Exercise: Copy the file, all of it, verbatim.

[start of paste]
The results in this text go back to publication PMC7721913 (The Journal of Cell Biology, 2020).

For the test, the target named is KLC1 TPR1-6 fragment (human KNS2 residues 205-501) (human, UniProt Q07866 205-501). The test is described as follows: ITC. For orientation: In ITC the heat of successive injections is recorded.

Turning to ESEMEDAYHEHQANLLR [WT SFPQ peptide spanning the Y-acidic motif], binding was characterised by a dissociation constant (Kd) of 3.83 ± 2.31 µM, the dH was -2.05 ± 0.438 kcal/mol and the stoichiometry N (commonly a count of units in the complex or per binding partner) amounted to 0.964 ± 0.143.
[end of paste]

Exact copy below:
The results in this text go back to publication PMC7721913 (The Journal of Cell Biology, 2020).

For the test, the target named is KLC1 TPR1-6 fragment (human KNS2 residues 205-501) (human, UniProt Q07866 205-501). The test is described as follows: ITC. For orientation: In ITC the heat of successive injections is recorded.

Turning to ESEMEDAYHEHQANLLR [WT SFPQ peptide spanning the Y-acidic motif], binding was characterised by a dissociation constant (Kd) of 3.83 ± 2.31 µM, the dH was -2.05 ± 0.438 kcal/mol and the stoichiometry N (commonly a count of units in the complex or per binding partner) amounted to 0.964 ± 0.143.